- Would you be better off using that money to build an emergency fund, or saving it for a down payment on a house, or investing it? Paying a car loan might help you, but are there other things you could do with that money that could help you more?
Getting rid of that car loan may seem like your top priority, but you have to decide whether it’s the best possible use of the resources you have available.
Think About Your Credit
Paying off a car loan early can affect your credit in several ways, and not all of them are positive. You could harm your credit, especially if you have a limited credit history with a small number of open accounts.
- Open accounts have a greater impact on your credit than closed ones. Lenders who view your credit report want to know how you’re handling the credit you have right now. An open car loan with consistent on-time payments makes a greater contribution to your credit than a paid off loan.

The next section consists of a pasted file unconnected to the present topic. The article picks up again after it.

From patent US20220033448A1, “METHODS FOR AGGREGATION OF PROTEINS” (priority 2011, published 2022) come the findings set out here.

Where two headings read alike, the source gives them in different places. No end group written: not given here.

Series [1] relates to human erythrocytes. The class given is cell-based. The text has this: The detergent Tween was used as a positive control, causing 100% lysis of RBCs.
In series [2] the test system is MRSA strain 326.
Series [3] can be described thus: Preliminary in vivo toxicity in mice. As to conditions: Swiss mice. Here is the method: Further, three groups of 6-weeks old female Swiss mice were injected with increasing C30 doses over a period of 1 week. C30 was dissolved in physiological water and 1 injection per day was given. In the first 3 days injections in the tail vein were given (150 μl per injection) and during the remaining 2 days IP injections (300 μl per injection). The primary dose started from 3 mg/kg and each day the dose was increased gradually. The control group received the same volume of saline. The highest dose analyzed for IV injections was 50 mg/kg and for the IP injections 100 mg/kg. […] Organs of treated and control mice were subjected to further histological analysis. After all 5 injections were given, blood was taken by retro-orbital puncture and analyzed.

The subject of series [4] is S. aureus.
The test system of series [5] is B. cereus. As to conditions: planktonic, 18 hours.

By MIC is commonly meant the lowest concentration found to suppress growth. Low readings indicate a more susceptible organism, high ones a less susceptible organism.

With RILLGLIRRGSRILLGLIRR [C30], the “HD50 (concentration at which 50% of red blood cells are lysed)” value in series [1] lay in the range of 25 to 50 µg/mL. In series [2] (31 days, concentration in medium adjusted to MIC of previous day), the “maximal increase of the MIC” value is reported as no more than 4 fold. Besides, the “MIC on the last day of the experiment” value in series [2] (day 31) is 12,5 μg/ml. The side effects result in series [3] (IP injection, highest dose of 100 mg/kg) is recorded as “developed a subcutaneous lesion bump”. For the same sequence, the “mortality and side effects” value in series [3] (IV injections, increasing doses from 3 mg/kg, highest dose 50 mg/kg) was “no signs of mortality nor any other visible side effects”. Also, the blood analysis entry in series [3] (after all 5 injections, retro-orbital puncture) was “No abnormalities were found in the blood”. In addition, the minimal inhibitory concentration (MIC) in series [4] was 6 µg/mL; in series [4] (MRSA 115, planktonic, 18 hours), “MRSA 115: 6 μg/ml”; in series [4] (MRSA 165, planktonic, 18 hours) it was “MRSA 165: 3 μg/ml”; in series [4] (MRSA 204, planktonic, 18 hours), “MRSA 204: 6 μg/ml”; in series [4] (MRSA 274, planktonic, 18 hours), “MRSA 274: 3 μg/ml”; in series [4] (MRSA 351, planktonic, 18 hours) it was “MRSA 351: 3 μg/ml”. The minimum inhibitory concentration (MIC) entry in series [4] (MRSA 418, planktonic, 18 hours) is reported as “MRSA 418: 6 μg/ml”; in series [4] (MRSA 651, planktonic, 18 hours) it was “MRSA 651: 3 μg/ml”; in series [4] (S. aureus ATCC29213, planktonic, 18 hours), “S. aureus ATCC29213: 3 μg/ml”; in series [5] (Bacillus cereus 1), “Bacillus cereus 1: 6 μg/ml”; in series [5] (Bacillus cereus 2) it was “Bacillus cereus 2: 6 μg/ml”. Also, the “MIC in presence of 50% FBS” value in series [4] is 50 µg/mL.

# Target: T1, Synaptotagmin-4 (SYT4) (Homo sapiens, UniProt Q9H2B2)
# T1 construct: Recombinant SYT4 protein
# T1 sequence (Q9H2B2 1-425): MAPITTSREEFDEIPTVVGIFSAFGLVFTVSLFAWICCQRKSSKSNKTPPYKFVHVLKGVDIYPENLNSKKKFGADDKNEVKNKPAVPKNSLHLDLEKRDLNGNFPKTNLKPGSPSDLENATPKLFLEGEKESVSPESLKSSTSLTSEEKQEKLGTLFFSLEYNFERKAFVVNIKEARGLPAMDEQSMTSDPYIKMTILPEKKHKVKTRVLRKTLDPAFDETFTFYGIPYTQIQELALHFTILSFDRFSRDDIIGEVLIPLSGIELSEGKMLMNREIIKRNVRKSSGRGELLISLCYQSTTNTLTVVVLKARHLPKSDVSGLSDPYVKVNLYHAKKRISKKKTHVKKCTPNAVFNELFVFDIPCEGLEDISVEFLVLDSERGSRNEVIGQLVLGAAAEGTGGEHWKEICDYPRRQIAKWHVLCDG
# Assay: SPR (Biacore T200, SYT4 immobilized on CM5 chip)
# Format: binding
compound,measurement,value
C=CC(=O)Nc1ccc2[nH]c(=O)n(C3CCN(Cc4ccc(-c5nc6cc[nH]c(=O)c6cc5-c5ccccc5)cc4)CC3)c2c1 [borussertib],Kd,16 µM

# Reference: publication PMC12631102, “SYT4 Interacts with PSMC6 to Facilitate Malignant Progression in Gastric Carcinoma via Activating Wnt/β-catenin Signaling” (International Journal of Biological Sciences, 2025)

- Closing your car loan early could reduce the average age of your credit accounts. The average age of your open accounts has an impact on your credit. Higher average account age is a positive influence on your credit. Once your car loan is paid the account is closed and it no longer contributes to the average age of your open accounts.
- Paying off your car loan could affect your credit mix. Lenders like to see a mix of revolving credit, like credit cards, and installment credit, like your car loan. If you have no other installment loans, paying off your car loan could hurt your credit mix.
Consider the possible impact on your credit before you choose to pay a loan ahead of schedule. Ensure that by making a lump sum payment now that you won’t default on any other obligations.
How To Pay Off A Car Loan Early
You may review all of the potential drawbacks and obstacles and decide that you have the resources, your loan terms are favorable, and you want to pay your loan off faster. There can be good reasons for doing this. For example, if you are underwater on your loan you may want to sell the car before the loan is fully paid.
There are several ways to pay a car loan ahead of schedule. If your lender uses simple interest and is willing to apply extra payments to the loan’s principal, consider these options:
- Add more to your monthly payment. Consider rounding your payments up or adding a fixed sum to each monthly payment.